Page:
As the winter chill melts into sunny skies and as boot weather transitions into sandal weather, Foot & Ankle Surgical Associates (FASA) is equipped with a wellness team that is ready to help patients achieve spring-ready feet. Throughout the South Sound, several FASA locations provide both surgical and noninvasive podiatry services for injuries and ailments of the foot, ankle and toes. Using a multi-step approach, FASA treats a wide range of chronic foot conditions, including fungal infections of the toenail.
If a fungal infection has developed in a patient’s toenails, there are multiple courses of treatment that could send patients on a path toward happy, healthy, spring-ready feet. Dr. Casey Bowles, a provider at FASA’s Olympia Clinic, says that the first sign of a fungal infection may be the formation of a white or yellow spot on the toenail. After the initial sign of infection appears, symptoms can escalate to include discoloration or flaking of the toenail.
“Sometimes there are dark colors and debris building up underneath the toenails,” says Bowles. “And then if they get really thick like that, sometimes the brand-new toenail gets kind of smelly. Those are the main things to look for: thickness, discoloration, brittleness, and they stop growing long and instead start growing up.”
For fungal infection of the toenail, treatment options vary, depending on the severity of the infection and its response to topical treatment. Bowles says that at the first sign of infection, the patient can try an over-the-counter topical medication. But if the infection continues after a week or two, the next step would be to visit the podiatrist for more individualized care and a more accurate diagnosis.
“After more than a couple weeks of over-the-counter treatment, see a podiatrist for further intervention or biopsy,” explains Bowles. “Then, we can see if you need prescription medications.”
When fungal infection sets in, treatment may be multi-faceted, including the use of laser therapy, medication, medical pedicures and thinning out the nail to make other treatments more effective.
“It’s a combined approach to treating fungus,” says Bowles. “But there are things you can do to treat it, and things to prevent it like wearing shoes, changing your socks and cleaning your feet. But if it doesn’t work, you can see a podiatrist and get a medical pedicure. You can use the topical medications.”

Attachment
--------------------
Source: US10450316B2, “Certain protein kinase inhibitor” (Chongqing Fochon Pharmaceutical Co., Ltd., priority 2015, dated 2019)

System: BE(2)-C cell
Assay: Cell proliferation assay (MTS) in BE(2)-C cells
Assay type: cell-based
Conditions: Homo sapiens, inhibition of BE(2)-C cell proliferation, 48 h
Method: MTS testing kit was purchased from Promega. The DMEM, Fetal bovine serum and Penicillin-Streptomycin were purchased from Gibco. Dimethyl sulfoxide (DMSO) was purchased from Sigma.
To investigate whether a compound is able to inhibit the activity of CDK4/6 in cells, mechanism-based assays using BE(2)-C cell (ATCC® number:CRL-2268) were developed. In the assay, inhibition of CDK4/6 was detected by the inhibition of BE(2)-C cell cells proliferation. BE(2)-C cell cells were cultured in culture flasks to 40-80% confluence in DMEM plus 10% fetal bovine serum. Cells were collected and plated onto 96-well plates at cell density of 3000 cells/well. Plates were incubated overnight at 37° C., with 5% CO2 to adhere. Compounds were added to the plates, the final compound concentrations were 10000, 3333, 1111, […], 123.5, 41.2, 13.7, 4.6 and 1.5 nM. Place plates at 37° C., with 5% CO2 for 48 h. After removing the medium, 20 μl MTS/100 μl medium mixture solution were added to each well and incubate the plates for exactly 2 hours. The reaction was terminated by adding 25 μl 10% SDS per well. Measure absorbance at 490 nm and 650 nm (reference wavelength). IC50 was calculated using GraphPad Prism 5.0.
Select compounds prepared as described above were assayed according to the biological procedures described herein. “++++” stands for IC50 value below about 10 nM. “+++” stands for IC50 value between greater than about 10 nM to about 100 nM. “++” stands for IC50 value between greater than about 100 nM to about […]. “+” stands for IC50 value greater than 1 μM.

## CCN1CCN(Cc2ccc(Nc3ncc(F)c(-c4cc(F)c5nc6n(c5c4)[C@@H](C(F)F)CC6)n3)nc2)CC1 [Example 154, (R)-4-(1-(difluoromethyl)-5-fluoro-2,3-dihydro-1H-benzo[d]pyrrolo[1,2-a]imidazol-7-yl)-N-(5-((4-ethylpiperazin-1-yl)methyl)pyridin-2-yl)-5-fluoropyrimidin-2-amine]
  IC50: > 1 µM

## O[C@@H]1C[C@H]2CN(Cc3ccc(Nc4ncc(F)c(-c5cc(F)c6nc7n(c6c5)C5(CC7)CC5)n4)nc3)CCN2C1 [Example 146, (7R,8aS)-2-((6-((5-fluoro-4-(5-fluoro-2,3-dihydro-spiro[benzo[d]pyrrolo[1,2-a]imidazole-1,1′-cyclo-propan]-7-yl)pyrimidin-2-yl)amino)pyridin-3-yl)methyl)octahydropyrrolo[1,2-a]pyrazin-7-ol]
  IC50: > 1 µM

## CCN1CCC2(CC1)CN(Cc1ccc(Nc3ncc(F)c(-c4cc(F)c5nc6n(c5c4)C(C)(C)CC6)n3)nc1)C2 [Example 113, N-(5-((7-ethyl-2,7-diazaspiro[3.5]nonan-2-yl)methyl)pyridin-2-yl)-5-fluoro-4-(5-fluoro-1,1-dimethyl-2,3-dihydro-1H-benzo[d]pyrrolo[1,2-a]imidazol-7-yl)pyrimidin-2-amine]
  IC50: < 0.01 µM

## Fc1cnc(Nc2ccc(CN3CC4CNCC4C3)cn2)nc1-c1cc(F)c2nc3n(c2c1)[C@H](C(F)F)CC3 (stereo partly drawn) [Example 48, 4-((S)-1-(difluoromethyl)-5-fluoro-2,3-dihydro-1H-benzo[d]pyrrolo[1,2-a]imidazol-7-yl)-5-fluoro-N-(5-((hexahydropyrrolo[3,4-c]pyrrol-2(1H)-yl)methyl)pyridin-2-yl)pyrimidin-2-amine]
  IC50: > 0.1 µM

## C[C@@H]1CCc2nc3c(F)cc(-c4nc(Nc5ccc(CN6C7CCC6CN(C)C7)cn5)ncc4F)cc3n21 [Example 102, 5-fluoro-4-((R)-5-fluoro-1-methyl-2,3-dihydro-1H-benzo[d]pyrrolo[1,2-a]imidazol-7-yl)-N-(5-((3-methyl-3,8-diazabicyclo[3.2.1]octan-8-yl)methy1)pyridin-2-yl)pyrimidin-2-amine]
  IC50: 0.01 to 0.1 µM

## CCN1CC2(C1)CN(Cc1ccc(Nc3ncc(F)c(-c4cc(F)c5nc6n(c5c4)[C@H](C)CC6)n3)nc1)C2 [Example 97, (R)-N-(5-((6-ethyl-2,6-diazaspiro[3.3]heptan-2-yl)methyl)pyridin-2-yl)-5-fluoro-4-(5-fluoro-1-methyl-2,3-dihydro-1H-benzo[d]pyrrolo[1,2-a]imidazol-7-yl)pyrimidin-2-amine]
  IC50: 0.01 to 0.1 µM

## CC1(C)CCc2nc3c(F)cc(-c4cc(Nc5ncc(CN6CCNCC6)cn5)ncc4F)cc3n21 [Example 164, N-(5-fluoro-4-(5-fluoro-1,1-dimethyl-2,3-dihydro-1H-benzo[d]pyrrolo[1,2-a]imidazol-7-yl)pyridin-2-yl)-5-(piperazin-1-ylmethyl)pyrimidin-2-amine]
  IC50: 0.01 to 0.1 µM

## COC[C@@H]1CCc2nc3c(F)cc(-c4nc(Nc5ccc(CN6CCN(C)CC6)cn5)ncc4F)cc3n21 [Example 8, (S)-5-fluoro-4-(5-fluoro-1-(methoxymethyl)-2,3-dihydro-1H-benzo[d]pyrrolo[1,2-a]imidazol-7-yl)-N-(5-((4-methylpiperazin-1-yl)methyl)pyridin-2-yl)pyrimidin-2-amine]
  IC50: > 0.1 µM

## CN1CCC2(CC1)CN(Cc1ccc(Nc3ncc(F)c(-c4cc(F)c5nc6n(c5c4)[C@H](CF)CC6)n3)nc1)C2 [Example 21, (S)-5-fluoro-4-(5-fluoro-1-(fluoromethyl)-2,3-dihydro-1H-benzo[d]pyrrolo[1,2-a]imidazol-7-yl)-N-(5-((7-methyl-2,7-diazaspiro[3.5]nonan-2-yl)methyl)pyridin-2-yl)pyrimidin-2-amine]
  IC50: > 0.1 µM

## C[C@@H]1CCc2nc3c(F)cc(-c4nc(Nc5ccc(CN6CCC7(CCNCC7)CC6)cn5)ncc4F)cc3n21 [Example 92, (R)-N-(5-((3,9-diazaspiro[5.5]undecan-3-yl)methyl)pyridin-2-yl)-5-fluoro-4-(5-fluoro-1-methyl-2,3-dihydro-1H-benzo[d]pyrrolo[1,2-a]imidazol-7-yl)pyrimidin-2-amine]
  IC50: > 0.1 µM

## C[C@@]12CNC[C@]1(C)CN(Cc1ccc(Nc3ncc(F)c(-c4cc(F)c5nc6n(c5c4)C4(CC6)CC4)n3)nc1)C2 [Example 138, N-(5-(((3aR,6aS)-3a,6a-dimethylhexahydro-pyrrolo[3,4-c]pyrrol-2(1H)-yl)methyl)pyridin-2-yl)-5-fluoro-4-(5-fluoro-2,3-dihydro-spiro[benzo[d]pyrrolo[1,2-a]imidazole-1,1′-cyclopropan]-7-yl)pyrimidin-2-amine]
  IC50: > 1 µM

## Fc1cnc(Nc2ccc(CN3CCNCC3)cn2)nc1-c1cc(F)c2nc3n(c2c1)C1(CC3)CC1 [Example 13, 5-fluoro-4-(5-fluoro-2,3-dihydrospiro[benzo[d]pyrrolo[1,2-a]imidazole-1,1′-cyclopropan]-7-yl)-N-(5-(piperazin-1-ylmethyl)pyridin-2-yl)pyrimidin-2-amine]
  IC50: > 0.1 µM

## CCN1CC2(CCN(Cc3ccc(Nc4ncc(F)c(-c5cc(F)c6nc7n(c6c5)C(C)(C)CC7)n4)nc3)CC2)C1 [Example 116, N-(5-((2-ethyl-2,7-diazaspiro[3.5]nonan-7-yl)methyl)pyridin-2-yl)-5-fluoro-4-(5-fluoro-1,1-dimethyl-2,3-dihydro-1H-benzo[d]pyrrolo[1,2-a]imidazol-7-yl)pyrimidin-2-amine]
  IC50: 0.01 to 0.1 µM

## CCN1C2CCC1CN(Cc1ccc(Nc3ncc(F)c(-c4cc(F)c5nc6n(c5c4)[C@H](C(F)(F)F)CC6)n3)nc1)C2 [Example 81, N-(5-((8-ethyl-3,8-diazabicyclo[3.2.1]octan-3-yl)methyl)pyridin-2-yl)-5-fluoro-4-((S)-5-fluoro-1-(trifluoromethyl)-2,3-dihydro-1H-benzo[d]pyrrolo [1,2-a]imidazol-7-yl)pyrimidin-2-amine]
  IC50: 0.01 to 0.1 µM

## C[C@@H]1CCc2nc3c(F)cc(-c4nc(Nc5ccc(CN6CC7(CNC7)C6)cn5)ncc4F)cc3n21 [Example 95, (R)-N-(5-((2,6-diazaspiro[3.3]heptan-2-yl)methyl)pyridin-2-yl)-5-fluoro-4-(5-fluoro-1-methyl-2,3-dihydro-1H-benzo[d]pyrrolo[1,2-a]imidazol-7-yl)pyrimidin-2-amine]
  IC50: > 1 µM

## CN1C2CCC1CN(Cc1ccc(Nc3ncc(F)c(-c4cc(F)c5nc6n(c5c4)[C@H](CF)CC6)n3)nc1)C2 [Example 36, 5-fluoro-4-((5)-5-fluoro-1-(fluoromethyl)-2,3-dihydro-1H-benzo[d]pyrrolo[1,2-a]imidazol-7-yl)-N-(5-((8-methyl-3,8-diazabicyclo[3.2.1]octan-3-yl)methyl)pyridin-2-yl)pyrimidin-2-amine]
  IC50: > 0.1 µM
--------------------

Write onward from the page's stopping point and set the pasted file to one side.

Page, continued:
If a topical medication alone is insufficient, the next course of treatment could include laser therapy or oral medication. Laser therapy is a popular next step because it is non-invasive, doesn’t require any internal medication and has fewer side effects. Laser therapy can also be a more effective option when combined with additional treatments, like a topical medication.
For severe infections, a patient might also be prescribed an oral medication, which could help to clear up the infection. The use of laser therapies and oral medications depends on the severity of the patient’s infection and their medical history. “Options include topicals, laser, and then oral medication,” says Bowles. “Which is kind of the last line for chronic, really bad infections.”
For patients interested in laser therapy, the FASA Family Wellness is home to the Cutera Laser, which helps to treat fungal infections of the toenail. This laser treatment is administered by friendly and well-trained staff, including Andrew Gallwas a FASA wellness coach and laser technician. Gallwas works with each patient to create a safe, comfortable and effective laser treatment by answering patient questions and by providing step-by-step information along the way.
“A lot of people do get nervous, but it’s nothing to worry about,” says Gallwas. “Once a patient has come in and they’ve seen the doctor, then essentially the laser is just pointing a light at the nail for a certain period of time. Some people like to talk, some people like to play on their phones. If it’s one nail, it takes maybe 5 minutes or so, if it’s all 10 of them, it can take a good hour.”
Sometimes, a patient may only have a few toenails that are infected. If that is the case, Bowles says a possible course of treatment is to remove the infected nails. By removing the nail, it allows for better treatment of the infection, while also helping to prevent further infection.
“If it’s one or two nails, like the big toenail, for example, the best way to get rid of that is actually to take the whole toenail off,” explains Bowles. “It is a minor procedure in the office. And then, as the toenail grows back, we can put antifungal medication right on the new nail that grows back.”
A patient’s risk for contracting a fungal infection depends on a number of factors, including age, medical history and each individual’s immune system. In addition, there are steps a patient can take to prevent infection. This includes proper hygiene, like washing hands and feet regularly, and changing socks often. In addition, disinfecting areas with heavy foot traffic, including pools and showers can help to reduce infection.
For patients who enjoy nail salons, it is important to choose a location that follows proper sanitation procedures. “For people who get pedicures, it’s very important to go to a place where they actually sterilize the manicure tools,” says Bowles. “A lot of places don’t. They put tools in cold sterile and you have to make sure that tools are actually sterilized versus being thrown in some solution that they use on everybody. Nail salons with autoclaves are very important.”
To learn more about the services FASA offers, or to schedule an appointment, visit the Foot & Ankle Surgical Associates website.